Forest of Arden? Forest of Arduous

qt7v4o-TMoving to Edinburgh from St Andrews last fall has brought live theatre back into my life, and hence, air back to my lungs. I’ve seen more stage performances in these first 8 weeks of 2016 than in all of 2013 & 2014. But since moving to the UK, I have benefitted massively by getting to see live theatre broadcasts to movie screens from The National Theatre, Royal Shakespeare Comapny, Donmar Warehouse, and others. It’s an outstanding option for those who can’t travel to London or Stratford on a regular basis. That said, I have also been able to see two shows in person at The National, and by this July, three at Shakespeare’s Globe. I am a happy, grateful girl.

And I haven’t really written any reviews of anything I’ve seen because frankly, every review would just say “O wonderful, wonderful, and most wonderful and yet again wonderful.” Seriously, of the 30-plus professional productions I’ve seen since moving to Scotland, only one has been anything less than incandescantly wondrous, visceral, and human.

Until tonight.

Why is it that I’m fated to sit through every production of ‘As You Like It’ with an angry grimmace and incredulously raised eyebrow? Isn’t this Shakespeare’s ultimate pastoral romping romance? Granted, there are some melancholy clowns and wistful songs sung under tree boughs, but this is a play where a forest boasts love poems on its bark. So why am I continually sitting through productions determined to deconstruct it? I mean, I like irony and juxtaposition just as much as the next postmodern audience member, but Polly Findlay’s production for The National Theatre had me wondering if I accidentally wandered into Timon of Athens—The National’s 2012 production of Timon of Athens, to be specific. Got the modern office buidlings, technocrats in suits, and homeless people huddling amidst the detritus of civilization. Hey nonny no thanks.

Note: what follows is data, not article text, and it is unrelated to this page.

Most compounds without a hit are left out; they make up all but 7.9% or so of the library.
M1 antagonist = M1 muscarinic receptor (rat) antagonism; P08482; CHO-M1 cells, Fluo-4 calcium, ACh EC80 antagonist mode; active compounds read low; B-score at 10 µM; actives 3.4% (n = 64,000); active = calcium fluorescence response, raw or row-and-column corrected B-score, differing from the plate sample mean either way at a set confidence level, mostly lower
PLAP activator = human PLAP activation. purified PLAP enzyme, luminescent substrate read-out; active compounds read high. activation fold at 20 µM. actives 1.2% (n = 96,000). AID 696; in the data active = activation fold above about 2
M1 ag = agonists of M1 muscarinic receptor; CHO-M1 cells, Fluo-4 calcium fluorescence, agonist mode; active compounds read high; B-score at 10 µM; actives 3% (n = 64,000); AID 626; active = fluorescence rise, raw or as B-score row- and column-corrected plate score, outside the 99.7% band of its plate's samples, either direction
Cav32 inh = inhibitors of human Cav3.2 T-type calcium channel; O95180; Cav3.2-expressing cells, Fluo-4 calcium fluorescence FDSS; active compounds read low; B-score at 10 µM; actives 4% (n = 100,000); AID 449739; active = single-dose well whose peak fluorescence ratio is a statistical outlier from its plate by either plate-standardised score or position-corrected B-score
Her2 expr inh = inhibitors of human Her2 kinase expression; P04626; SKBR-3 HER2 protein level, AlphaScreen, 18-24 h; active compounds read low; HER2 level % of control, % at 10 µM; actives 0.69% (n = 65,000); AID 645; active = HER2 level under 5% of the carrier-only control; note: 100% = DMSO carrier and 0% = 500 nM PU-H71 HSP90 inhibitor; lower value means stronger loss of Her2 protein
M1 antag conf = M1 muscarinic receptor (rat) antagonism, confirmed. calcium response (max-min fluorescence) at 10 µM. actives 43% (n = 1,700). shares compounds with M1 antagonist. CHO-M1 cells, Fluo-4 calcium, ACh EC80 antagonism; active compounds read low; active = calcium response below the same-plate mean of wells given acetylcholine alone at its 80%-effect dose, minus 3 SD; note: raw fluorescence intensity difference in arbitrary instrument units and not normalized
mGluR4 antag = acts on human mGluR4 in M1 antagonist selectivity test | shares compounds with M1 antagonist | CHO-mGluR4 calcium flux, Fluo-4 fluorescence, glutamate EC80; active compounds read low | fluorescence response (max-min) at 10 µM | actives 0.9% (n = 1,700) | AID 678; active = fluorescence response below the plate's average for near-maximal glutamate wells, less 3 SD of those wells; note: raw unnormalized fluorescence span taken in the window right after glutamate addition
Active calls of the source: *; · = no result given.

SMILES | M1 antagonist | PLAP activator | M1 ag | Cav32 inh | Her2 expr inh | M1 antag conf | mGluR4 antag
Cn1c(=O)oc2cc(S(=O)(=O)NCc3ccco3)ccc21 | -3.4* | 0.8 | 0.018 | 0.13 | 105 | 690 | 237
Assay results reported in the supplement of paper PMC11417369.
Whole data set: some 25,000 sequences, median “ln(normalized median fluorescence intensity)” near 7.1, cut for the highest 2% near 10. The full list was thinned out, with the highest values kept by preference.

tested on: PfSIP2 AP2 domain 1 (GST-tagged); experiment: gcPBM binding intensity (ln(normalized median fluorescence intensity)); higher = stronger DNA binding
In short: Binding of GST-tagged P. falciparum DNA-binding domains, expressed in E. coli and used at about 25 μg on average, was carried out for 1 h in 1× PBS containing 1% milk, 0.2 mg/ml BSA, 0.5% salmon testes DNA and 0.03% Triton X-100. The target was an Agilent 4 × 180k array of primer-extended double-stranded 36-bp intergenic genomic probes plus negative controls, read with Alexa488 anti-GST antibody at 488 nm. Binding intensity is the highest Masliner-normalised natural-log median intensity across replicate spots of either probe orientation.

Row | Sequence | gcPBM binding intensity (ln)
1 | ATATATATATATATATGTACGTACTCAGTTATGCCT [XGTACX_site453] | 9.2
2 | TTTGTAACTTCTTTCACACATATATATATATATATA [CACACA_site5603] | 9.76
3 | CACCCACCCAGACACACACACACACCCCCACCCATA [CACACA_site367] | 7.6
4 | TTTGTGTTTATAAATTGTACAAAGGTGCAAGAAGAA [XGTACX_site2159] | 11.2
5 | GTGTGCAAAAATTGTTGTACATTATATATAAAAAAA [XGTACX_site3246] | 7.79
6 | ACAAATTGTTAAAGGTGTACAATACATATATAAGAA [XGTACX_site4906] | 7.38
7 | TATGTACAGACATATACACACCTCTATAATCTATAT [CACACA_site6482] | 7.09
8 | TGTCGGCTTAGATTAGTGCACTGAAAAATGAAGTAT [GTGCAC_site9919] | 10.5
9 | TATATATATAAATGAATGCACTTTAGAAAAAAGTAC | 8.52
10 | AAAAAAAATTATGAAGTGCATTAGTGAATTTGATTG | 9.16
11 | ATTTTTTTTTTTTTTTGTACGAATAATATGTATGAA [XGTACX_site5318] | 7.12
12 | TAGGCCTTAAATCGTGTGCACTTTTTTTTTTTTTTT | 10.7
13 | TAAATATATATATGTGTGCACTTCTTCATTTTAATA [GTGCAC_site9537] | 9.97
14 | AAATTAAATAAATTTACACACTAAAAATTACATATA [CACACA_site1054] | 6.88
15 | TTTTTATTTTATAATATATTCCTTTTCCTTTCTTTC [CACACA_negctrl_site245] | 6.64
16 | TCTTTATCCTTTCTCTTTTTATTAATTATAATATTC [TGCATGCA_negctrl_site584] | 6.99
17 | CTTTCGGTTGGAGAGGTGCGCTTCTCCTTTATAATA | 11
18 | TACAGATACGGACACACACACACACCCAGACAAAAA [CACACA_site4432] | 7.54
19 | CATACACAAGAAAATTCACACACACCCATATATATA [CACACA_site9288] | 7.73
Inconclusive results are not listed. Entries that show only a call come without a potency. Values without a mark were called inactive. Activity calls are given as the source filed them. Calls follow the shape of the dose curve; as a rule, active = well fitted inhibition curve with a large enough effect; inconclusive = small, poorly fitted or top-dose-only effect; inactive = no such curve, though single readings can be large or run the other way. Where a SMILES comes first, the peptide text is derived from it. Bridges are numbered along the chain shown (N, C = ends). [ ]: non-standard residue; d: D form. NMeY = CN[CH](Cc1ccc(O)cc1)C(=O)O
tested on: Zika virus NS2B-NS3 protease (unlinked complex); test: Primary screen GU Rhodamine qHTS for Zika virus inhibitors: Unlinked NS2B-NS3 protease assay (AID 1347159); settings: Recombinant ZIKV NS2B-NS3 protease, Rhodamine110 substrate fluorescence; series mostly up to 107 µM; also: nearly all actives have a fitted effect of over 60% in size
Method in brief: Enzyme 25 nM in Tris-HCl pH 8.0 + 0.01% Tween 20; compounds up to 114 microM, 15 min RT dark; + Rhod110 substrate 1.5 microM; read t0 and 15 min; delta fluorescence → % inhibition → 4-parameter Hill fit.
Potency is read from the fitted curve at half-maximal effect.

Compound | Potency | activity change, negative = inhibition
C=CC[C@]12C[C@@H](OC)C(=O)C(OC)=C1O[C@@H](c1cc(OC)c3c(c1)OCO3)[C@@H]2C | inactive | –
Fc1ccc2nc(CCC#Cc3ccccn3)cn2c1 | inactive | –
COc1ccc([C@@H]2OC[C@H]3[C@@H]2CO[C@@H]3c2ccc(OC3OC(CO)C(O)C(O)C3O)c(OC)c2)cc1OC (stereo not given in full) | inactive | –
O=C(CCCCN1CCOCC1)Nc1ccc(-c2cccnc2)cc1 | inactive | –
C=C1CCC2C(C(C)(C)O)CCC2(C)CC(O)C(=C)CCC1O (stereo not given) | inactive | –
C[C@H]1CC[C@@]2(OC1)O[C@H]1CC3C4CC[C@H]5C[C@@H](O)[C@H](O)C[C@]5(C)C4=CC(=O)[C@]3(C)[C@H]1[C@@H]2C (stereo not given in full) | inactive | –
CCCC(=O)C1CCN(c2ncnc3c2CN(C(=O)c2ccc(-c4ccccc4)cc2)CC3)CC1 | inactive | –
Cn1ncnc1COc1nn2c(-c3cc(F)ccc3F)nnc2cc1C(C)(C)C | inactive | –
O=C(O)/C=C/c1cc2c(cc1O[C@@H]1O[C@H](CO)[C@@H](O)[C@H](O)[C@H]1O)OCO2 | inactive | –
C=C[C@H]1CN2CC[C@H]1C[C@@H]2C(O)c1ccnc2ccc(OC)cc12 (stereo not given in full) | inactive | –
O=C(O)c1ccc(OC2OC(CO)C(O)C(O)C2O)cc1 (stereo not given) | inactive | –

Despite ‘As You Like It’ being the play that actually contains that wonderful quadruple wonderful-ed line, of the three productions I’ve seen I honestly don’t think I’ve made it through a single one in its entirety. It was relief tonight to be seeing the play broadcast to a cinema, as leaving at intermission was that much easier.

This was just going to be a Facebook post before it got too verbose. All that to say, hey “As You Like It,” where’s the love?

Posted on Thu, Feb 25th, 2016 at 10:26 pm
Filed under Anglophilia, Cultural Shifts, Scotland, theatre.

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